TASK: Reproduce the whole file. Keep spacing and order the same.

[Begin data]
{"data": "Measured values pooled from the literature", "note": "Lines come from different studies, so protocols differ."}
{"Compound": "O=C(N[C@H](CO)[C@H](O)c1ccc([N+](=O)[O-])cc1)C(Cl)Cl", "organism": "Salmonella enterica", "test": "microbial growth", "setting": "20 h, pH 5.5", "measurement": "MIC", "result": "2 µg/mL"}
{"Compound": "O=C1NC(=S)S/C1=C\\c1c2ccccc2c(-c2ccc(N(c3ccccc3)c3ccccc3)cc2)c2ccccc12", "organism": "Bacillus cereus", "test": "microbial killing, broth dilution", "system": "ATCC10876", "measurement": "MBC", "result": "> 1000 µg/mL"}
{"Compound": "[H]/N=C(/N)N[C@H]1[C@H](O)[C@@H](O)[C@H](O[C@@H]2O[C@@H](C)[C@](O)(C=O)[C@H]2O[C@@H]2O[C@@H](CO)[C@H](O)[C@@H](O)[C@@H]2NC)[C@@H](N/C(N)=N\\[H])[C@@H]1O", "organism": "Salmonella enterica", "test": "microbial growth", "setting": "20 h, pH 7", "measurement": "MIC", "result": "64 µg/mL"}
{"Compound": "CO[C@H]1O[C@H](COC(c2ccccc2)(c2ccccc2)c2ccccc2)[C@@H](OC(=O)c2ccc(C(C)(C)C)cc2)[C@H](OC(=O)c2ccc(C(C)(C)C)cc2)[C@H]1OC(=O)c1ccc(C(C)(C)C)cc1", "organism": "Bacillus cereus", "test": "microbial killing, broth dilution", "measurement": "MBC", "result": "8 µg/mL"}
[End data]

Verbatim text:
{"data": "Measured values pooled from the literature", "note": "Lines come from different studies, so protocols differ."}
{"Compound": "O=C(N[C@H](CO)[C@H](O)c1ccc([N+](=O)[O-])cc1)C(Cl)Cl", "organism": "Salmonella enterica", "test": "microbial growth", "setting": "20 h, pH 5.5", "measurement": "MIC", "result": "2 µg/mL"}
{"Compound": "O=C1NC(=S)S/C1=C\\c1c2ccccc2c(-c2ccc(N(c3ccccc3)c3ccccc3)cc2)c2ccccc12", "organism": "Bacillus cereus", "test": "microbial killing, broth dilution", "system": "ATCC10876", "measurement": "MBC", "result": "> 1000 µg/mL"}
{"Compound": "[H]/N=C(/N)N[C@H]1[C@H](O)[C@@H](O)[C@H](O[C@@H]2O[C@@H](C)[C@](O)(C=O)[C@H]2O[C@@H]2O[C@@H](CO)[C@H](O)[C@@H](O)[C@@H]2NC)[C@@H](N/C(N)=N\\[H])[C@@H]1O", "organism": "Salmonella enterica", "test": "microbial growth", "setting": "20 h, pH 7", "measurement": "MIC", "result": "64 µg/mL"}
{"Compound": "CO[C@H]1O[C@H](COC(c2ccccc2)(c2ccccc2)c2ccccc2)[C@@H](OC(=O)c2ccc(C(C)(C)C)cc2)[C@H](OC(=O)c2ccc(C(C)(C)C)cc2)[C@H]1OC(=O)c1ccc(C(C)(C)C)cc1", "organism": "Bacillus cereus", "test": "microbial killing, broth dilution", "measurement": "MBC", "result": "8 µg/mL"}